Turn Black Friday 2011 Green With This Eco-Friendly Shopping Plan
Black Friday shopping is wild, crazy, and a whole lot of fun–until you find yourself with an empty gas tank, an empty wallet, and a car full of things you wanted but don’t really need. Use these strategies to make sure you get what you really need and maybe even save the planet, just a little, while you’re at it. Black Friday shopping is wild, crazy, and a whole lot of fun–until you find yourself with an empty gas tank, an empty wallet, and a car full of things you wanted but don’t really need. Use these strategies to make sure you get what you really need and maybe even save the planet, just a little, while you’re at it.
Make a Shopping List
Yes, everything is on sale, but every “want-it-but-don’t-really-need-it” buy you stave off means money saved, and packaging and components that won’t eventually end up in a landfill. Remember, Black Friday isn’t about retailers being generous; it’s a wild bait-and-switch designed to sell you more than you originally meant to buy. So sit down and make a list of the items you really, truly need, in descending order of importance, before you scout the Black Friday ads.
Some retailers offer Black Friday deals online, too. (Double-check the ads–a few deals are usually reserved for in-store purchases only.) A lot of the online deals will be available starting on Thursday, so strike early while the selection’s still good. Shopping online saves you time and gas money, and narrows your list of must-hit destinations for Friday morning. The Friday in-person sales also become a built-in second chance to score any must-haves you couldn’t pick up online.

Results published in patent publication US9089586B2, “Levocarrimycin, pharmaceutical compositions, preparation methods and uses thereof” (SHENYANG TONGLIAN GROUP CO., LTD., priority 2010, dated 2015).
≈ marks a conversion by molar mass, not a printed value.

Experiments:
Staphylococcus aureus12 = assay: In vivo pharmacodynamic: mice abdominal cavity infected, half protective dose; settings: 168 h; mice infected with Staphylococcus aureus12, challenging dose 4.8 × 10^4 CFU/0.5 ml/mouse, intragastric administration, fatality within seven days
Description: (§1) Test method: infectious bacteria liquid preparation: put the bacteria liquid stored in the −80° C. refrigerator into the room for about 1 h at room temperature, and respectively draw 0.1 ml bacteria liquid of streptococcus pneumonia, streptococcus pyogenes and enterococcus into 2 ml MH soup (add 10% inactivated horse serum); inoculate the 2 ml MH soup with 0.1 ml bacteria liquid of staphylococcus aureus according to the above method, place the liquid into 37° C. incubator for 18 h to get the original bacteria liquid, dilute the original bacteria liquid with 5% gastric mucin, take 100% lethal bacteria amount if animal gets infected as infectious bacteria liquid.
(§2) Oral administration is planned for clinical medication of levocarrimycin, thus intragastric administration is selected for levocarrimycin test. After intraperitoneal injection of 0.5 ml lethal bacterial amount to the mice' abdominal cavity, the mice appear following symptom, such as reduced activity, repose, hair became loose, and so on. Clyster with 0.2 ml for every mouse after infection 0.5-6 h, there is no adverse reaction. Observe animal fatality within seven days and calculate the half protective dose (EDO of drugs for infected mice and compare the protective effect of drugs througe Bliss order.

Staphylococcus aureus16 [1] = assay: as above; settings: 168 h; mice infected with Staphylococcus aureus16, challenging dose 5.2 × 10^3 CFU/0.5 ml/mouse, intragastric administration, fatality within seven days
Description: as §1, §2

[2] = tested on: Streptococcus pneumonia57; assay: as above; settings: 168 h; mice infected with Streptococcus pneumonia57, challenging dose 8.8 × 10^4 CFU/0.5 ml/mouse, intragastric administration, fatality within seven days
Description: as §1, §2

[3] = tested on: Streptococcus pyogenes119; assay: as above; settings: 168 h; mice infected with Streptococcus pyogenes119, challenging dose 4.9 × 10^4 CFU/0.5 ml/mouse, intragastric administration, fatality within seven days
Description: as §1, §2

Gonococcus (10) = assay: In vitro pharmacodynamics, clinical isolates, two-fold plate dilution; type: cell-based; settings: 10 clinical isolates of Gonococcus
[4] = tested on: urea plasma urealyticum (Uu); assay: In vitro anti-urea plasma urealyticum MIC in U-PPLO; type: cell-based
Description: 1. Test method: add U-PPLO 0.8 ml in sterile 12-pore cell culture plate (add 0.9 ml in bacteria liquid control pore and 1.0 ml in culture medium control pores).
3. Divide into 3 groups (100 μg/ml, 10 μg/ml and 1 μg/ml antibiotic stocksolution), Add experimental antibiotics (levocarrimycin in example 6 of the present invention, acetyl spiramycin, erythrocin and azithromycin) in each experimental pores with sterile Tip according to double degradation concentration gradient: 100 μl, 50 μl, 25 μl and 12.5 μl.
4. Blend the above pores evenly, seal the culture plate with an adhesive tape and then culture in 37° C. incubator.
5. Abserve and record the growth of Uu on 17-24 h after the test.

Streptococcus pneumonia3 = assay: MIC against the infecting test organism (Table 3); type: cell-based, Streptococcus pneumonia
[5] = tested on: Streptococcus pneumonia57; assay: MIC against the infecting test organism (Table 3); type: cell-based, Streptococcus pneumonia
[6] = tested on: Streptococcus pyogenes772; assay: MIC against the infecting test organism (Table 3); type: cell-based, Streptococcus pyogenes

Allow the Impulse
Part of the Black Friday fun is finding surprise bargains, but give yourself a budget limit for impulse purchases and stick to it. Even if your impulse budget is just $5, it still gives you a chance to participate in the hunt. Carry your “mad money” in cash so that once it’s gone, it’s gone–no impulsive credit card purchases for you.
Yes, Black Friday is a great chance to get major appliances at 50 percent (or more) off. But don’t get sucked into a deal that costs you money in the end. Look for the Energy Star and WaterSense logos to identify appliances that will help you save on energy and water costs over time. According to the EPA website, a four-person household upgrading to a WaterSense toilet can save 27,000 gallons of water and about $170 in water bills every year. The Energy Star website estimates that upgrading to an Energy Star refrigerator/freezer can save you about $100 in electricity costs each year. That’s worth paying an extra hundred or two hundred dollars for now; you’ll quickly recoup your costs and start saving.
Even if you’re not buying appliances, remember to take replacement components and maintenance costs into account. For example, do you know how much it’s going to cost to replace the ink cartridges in that printer? And can you replace them one at a time, or does the printer use a multi-color cartridge?
Don’t forget to think out of season. Even though it’s the middle of winter, this is a great time to buy a bike, some inline skates, or a sturdy pair of walking shoes for some human-powered transit next year. (We found bicycle deals at Walmart, Kmart and Sports Authority.) You’ll save lots of gas money, you’ll reduce your carbon emissions, you won’t need to buy a gym membership, and the regular physical activity might even reduce your medical costs, too.
Got any more tips for an eco-friendly Black Friday? Share them in the comments!